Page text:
Dynjandi waterfall in the Westfjords

Zigzag through the Westfjords, in and out of bay after bay, fjord after fjord, for an unforgettable experience of Iceland. Visit countless little fishing villages and discover why the Westfjords are a must-visit destination. 

The Westfjords are a dream destination for any hiker, biker, or adventurous road-tripper. The fjords are full of natural hot springs, perfect places to go fishing and a photographer's haven for capturing dramatic mountains rising straight up from the tranquil coasts. This complicated maze of peninsulas is only connected to the rest of Iceland by a 7 km wide isthmus, but once you're there, you have more than 22 000 square kilometres of land to explore.

Best Towns in the Westfjords

Ísafjörður is a thriving little fishing village, and the only real city in the Westfjords… if you consider 3000 inhabitants a city. It’s a cosy place, nestled in Skutulsfjörður, with big, steep mountains rising up on either side of the bay.

Ísafjörður in the Westjfords of Iceland by Aron Ingi from Wikimedia Commons

Every Easter, Ísafjörður hosts the music festival Aldrei fór ég suður, with the rocking songs of Ísafjörður native Mugison and many other Icelandic bands. In the wintertime, this town gets the least amount of sun hours than any other town in Iceland, but in the summer, the sun doesn’t set for weeks. Check out the official website of Ísafjörður for more information on where to stay and what to do.

The cutest fishing village in the Westfjords is Vigur, which boasts the smallest post office in Iceland and has abundant bird life, perfect for bird watchers and photographers who want to capture the idyllic fishing village life. Bolungarvík, the lonely fishing town at the end of the road, is now reachable by highway 61. This road goes past Ísafjörður through a brand new tunnel, and finally eliminated the old avalanche risk that this degrading coastal road always faced. 

A short drive over some mountain passes or through some tunnels are the towns of Suðureyri, Flateyri and Þingeyri, all fishing villages with the same peaceful setting and dramatic scenery, and just a few houses and boats to put them on the map.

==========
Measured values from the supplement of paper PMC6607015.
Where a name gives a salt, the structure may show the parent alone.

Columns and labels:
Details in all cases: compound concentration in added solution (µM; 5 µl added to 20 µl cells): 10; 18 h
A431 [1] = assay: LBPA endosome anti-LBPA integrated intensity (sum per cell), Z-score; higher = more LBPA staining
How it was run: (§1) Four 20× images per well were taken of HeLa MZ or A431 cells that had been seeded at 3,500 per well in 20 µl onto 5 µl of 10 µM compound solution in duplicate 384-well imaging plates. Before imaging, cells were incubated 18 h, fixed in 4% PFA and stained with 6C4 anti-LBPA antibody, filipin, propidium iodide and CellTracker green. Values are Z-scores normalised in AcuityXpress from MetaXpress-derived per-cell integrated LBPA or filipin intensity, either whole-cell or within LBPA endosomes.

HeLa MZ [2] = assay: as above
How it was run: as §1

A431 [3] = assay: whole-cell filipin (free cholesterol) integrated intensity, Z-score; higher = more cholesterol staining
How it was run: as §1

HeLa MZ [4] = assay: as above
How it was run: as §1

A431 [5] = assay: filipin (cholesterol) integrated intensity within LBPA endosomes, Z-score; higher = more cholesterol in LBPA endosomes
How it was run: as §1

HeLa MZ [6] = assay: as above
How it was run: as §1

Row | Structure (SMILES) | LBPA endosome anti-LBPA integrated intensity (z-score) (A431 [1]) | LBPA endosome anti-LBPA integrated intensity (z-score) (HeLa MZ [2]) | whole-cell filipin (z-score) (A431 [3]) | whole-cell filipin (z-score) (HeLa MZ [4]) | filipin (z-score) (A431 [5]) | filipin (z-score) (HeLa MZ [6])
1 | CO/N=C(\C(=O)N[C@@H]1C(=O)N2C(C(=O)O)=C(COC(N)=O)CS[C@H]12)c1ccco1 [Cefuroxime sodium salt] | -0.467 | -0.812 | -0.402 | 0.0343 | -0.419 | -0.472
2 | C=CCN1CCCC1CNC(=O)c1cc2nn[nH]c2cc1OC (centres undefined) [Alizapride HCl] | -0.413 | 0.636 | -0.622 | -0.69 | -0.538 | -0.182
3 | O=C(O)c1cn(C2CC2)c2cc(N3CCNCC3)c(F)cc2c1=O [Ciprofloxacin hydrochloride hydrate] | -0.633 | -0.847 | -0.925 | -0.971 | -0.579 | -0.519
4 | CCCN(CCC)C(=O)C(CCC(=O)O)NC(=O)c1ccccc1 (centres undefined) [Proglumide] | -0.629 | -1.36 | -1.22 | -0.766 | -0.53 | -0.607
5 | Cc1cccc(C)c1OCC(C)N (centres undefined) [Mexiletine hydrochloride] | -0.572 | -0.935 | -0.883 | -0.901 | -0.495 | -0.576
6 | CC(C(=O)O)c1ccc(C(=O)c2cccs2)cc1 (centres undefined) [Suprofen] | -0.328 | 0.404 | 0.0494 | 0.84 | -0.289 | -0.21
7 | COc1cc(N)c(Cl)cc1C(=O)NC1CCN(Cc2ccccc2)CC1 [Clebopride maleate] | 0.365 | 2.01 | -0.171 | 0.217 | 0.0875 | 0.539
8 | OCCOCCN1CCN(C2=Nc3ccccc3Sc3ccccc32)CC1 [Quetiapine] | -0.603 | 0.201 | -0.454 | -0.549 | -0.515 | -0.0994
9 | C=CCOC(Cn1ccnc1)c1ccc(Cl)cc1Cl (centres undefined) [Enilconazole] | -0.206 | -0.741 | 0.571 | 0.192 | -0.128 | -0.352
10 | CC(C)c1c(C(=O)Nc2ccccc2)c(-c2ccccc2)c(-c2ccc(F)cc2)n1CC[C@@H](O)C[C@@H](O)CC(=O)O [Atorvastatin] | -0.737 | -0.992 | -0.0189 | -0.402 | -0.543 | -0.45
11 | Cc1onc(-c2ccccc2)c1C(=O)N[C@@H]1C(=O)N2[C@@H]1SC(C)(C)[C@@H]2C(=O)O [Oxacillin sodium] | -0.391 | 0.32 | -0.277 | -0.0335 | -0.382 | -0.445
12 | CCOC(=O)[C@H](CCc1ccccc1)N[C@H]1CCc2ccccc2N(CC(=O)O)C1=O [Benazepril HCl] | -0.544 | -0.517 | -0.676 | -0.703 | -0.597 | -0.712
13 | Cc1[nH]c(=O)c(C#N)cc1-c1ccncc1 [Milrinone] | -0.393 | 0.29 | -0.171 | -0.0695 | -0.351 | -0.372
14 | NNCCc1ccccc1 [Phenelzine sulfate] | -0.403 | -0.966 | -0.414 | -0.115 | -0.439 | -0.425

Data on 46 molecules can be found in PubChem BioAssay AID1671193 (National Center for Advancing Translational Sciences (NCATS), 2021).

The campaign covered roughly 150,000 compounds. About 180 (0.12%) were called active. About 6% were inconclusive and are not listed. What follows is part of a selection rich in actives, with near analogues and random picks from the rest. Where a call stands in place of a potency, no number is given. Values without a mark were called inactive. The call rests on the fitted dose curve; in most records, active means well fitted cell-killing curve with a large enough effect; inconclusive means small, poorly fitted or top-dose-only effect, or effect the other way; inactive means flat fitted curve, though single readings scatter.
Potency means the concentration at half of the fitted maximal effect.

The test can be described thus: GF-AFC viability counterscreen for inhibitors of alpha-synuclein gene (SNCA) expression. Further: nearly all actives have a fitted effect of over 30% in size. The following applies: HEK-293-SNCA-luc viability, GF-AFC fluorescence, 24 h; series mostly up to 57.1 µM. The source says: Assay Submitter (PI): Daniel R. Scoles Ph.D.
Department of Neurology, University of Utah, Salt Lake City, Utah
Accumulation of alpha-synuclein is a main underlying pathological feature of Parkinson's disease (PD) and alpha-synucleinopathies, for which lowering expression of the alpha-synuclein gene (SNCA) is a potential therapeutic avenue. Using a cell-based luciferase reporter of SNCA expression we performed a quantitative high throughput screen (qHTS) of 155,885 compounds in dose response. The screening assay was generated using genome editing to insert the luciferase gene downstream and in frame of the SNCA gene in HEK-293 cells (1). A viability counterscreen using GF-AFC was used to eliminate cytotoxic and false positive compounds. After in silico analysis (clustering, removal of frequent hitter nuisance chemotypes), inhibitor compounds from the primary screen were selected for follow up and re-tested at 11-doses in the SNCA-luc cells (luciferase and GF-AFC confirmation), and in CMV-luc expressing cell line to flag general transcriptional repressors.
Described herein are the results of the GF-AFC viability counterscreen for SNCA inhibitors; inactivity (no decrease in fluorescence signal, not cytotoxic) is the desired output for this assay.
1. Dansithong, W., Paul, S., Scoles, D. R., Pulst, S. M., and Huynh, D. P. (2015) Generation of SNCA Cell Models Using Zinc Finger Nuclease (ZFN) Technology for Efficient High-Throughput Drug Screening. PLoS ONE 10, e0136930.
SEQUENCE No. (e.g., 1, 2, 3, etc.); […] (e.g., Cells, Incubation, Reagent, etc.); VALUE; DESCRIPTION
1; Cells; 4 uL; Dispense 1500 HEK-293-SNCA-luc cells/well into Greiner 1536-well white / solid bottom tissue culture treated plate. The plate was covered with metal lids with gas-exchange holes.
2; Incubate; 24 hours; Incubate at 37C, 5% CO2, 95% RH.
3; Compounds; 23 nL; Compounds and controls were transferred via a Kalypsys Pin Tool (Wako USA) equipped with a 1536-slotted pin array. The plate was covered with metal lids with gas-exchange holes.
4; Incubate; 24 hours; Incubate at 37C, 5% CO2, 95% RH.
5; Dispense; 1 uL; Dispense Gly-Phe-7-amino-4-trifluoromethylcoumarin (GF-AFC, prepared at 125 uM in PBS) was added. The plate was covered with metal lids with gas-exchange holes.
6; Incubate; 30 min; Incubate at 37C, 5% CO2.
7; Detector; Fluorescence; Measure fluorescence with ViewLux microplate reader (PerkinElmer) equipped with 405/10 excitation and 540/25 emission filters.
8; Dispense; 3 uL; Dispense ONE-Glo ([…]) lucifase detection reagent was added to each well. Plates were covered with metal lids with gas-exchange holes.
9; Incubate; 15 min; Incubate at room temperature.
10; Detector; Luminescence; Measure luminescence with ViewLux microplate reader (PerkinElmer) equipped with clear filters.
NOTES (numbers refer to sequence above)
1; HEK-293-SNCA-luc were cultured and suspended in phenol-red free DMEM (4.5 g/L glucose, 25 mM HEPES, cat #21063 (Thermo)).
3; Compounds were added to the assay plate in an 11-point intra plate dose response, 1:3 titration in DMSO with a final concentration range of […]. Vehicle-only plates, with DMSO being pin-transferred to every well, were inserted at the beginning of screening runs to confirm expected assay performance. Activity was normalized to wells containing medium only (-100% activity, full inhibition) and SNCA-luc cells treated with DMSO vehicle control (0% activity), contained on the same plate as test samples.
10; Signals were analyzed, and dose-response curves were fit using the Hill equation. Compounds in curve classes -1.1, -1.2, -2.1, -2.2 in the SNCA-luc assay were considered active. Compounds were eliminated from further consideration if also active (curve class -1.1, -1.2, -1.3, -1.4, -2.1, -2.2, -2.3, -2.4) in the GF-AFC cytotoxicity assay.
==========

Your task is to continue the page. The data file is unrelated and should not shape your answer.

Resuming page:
Patreksfjörður and Bíldudalur are not much bigger, but be sure to catch a whiff of the drying fish always hanging around. 

Best Natural Attractions in the Westfjords

The Hornstrandir Nature Reserve is the northernmost part of the Westfjords. It's reachable by ferry from Ísafjörður, and only a few generations ago it was still inhabited by peasant farmers and fishermen. After it was abandoned by the last residents in the early 20th century, it has become a nature haven for flora and fauna. It was established as a Nature reserve in 1975 to ensure its continued use as a sustainable tourism destination for hikers and nature enthusiasts alike.

Hotsprings in the Westfjords

There are more than 20 natural hot pools in the westfjords, and one of the best is Hellulaug, only a few kilometres away from the Ferry Baldur port where you can enter or leave the Westfjords (on foot or with your car) for Stykkishólmur (with Flatey Island enroute).

There's also a tiny hot pot near the famous Dynjandi waterfall called Dynjandislaug. For a real swim, try Reykjaneslaug, beside the old school converted Hotel Reykjanes. When driving the main road to Ísafjörður from road number 1, you pass a series of hot pots in Mjóifjörður, but you'll need a local guide to be able to find some of them, as they're unmarked and a treasured secret by those who know how to find them.

Other Main Attractions 

Látrabjarg sea-bird cliff and Dynjandi waterfall are the most popular natural destinations in the Westfjords. There is an amazing red-sand beach called Rauðisandur at the south west tip of the fjords which is also worth the detour. 

Látrabjarg sea cliff in the Westfjords of Iceland is the largest bird cliff in Europe

Learn more about the Westfjords in our Iceland Guide and find Westfjord tour options here.